We use wooden downs with the measurements engraved down here... they are specific to the machine. It's often 40 degrees in the shade so the danged avgas tends to evaporate faster than you can read it off one of those fancy alumooooninium ones!

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Ours also was a wooden dowel, with notches carved into it and ink markers for quantity - advantage of a round-ended dowel was that it couldn't damage the tank. And it had a big metal rod through the top, resting on the filler lip, to ensure consistent measurement, and to stop it dropping into the tank. Fitted neatly under the seat.

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How about a simple aluminium (yes spelled/pronounced in proper Queen’s English) bar approximately 5mm thick and 25mm wide with the increments “stamped” into the metal. The top is either shaped into a “T” or “triangle” handle about 8cm wide. You dip it into the tank up to the handle (it can’t fall in, is clean and always measures to the same point).

 

I don’t know where these come from, but nearly every R44 I’ve flown in Europe has one similar. I’ve never seen the same in the US.

 

Officially nothing like that for the R44; however, there's a dip stick kit for the R66 that provides a dip stick and holding bracket, $194.00 KI-231 R66 Fuel Dip Stick Installation Kit

 

Enstrom provides a simple wooden dip stick p/n 28-12478-11. Made long enough to keep it from falling into the tank.

'>https://youtu.be/SWjRirVr76s

Edited by iChris
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That Enstrom "stick" could of had the graduation markings more clearly labelled.

 

Also wood stays wet longer, so you now put a fuel coated/smelling stick back into the helicopter. Aluminium dries very quickly before putting it back into the underseat storage area.

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Wood has the advantage of being softer than anything in the tank that it can come in contact with, so will not cause damage.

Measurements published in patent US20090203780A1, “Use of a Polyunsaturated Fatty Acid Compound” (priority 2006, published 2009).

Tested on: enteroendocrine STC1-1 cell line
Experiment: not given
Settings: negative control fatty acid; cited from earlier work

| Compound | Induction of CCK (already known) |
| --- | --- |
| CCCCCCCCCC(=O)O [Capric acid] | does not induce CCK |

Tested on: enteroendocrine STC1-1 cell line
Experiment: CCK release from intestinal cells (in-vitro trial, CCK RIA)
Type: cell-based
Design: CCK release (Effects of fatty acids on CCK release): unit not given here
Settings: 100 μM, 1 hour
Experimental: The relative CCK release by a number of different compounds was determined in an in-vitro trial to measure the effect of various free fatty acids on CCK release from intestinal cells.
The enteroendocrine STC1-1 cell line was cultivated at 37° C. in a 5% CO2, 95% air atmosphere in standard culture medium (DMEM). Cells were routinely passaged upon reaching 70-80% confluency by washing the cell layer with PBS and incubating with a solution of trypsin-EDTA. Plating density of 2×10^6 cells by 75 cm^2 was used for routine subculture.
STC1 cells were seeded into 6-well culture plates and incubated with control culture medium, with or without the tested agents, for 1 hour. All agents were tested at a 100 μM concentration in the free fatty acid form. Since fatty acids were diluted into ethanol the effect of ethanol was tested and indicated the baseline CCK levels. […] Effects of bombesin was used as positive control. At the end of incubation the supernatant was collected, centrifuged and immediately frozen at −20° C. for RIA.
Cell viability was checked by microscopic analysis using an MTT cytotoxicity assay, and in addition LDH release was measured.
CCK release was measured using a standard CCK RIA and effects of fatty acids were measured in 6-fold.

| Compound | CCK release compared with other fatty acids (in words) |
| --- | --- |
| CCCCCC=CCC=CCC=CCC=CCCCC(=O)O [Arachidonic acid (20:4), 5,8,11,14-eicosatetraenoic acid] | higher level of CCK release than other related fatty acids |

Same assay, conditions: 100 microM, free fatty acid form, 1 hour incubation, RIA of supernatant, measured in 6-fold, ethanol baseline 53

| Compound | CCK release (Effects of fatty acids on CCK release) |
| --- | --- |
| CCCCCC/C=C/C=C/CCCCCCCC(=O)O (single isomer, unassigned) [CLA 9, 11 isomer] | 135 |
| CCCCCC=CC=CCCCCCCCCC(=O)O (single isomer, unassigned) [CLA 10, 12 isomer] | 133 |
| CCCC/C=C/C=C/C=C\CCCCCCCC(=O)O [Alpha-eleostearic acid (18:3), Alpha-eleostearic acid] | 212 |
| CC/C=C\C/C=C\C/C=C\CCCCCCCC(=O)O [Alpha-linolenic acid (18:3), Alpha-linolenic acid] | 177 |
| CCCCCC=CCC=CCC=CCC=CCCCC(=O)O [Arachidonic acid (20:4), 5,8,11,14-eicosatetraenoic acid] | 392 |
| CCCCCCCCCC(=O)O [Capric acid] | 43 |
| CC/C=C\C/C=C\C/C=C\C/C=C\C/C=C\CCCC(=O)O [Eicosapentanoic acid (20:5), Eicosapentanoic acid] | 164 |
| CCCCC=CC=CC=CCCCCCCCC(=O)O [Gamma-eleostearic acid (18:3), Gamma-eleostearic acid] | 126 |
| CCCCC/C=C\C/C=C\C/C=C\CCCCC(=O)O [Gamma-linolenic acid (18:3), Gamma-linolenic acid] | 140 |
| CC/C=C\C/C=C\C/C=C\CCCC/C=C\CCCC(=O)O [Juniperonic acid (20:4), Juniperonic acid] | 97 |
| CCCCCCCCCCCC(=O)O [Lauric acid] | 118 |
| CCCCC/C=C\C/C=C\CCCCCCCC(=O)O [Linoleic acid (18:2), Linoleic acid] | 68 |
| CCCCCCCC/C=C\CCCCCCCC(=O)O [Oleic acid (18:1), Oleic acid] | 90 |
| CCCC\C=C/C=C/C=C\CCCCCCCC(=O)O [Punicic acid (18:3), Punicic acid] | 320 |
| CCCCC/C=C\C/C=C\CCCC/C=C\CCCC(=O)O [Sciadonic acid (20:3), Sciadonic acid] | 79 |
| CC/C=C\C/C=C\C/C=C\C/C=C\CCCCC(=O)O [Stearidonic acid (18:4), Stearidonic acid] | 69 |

And Avgas dries very quickly, by the time you read the wet mark on the stick, put the fuel cap back on, and wipe the stick, it will be dry to all intents. Shove it under the seat and it is dry before the machine can crash and start burning.

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With the bladder tanks on the R44, full fuel is 46.5 US gallons, (which is technically 47.7gal gals total fuel with 46.5 gals being useable).

My query is if you ran an R44 until either the “low fuel” light came on (3gals remaining) or exhausted the fuel totally and “dipped” the tanks would those measurements show 3 gallons and 0 gallons respectively?

 

The details would inlcude the shape of the bottom of the main tank, location of fuel pickup line and location of the float/measurement device for the fuel gauges.

Also, curious if this is different for tanks that have been retrofitted with bladders as opposed to new production bladder tanks.

 

 

This is what can be determined from the POH and Maintenance Manual, above and beyond that, you’ll need to take your own measurements or call Technical Support 310-539-0508.

 

Bladders capacity: 47.7 total 46.5 usable

Without capacity: 50.1 total 48.9 usable

 

When the gages read E the tanks are empty except for a small quantity of unusable fuel.

 

The low fuel caution light is actuated by a separate electric sender located on the bottom of the main tank at approximately 3 gallons of usable fuel remaining, except for a small quantity of unusable fuel, enough usable for about 10 minutes at cruise.

 

Those details including the shape of the tanks, location of fuel pickup and location of the float/measurement device for the fuel gauges can be found in Chapter 12 of the R44 Maintenance Manual and the bladder fuel tank installation guide, link below.

 

R44 Maintenance Manual

KI-196 R44-series Bladder Fuel Tank Installation Kit Instructions

Edited by iChris